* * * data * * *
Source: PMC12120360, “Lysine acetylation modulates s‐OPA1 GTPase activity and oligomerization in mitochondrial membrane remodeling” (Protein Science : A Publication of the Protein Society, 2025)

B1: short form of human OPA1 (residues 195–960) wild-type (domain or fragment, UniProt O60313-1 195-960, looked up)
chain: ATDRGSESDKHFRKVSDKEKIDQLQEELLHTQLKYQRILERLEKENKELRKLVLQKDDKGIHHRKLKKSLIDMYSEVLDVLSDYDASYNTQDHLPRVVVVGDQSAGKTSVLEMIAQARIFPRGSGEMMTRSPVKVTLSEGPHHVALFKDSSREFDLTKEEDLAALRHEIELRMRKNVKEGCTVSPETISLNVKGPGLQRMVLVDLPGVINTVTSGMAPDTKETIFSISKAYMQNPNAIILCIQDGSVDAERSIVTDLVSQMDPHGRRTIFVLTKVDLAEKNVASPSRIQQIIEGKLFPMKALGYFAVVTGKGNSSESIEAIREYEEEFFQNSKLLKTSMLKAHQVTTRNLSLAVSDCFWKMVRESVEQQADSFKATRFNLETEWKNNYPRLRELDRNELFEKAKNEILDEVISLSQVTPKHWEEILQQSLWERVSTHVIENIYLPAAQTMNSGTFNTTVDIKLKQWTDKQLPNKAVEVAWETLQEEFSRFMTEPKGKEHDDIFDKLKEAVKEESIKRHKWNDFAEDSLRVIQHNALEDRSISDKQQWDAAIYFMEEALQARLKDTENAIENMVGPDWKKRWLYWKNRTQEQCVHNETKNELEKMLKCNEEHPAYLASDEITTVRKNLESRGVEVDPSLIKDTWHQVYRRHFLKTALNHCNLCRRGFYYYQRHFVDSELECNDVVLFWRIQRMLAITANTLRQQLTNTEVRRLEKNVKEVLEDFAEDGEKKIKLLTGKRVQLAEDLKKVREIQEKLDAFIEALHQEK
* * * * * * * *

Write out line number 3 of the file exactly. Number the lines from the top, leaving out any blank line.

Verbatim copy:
chain: ATDRGSESDKHFRKVSDKEKIDQLQEELLHTQLKYQRILERLEKENKELRKLVLQKDDKGIHHRKLKKSLIDMYSEVLDVLSDYDASYNTQDHLPRVVVVGDQSAGKTSVLEMIAQARIFPRGSGEMMTRSPVKVTLSEGPHHVALFKDSSREFDLTKEEDLAALRHEIELRMRKNVKEGCTVSPETISLNVKGPGLQRMVLVDLPGVINTVTSGMAPDTKETIFSISKAYMQNPNAIILCIQDGSVDAERSIVTDLVSQMDPHGRRTIFVLTKVDLAEKNVASPSRIQQIIEGKLFPMKALGYFAVVTGKGNSSESIEAIREYEEEFFQNSKLLKTSMLKAHQVTTRNLSLAVSDCFWKMVRESVEQQADSFKATRFNLETEWKNNYPRLRELDRNELFEKAKNEILDEVISLSQVTPKHWEEILQQSLWERVSTHVIENIYLPAAQTMNSGTFNTTVDIKLKQWTDKQLPNKAVEVAWETLQEEFSRFMTEPKGKEHDDIFDKLKEAVKEESIKRHKWNDFAEDSLRVIQHNALEDRSISDKQQWDAAIYFMEEALQARLKDTENAIENMVGPDWKKRWLYWKNRTQEQCVHNETKNELEKMLKCNEEHPAYLASDEITTVRKNLESRGVEVDPSLIKDTWHQVYRRHFLKTALNHCNLCRRGFYYYQRHFVDSELECNDVVLFWRIQRMLAITANTLRQQLTNTEVRRLEKNVKEVLEDFAEDGEKKIKLLTGKRVQLAEDLKKVREIQEKLDAFIEALHQEK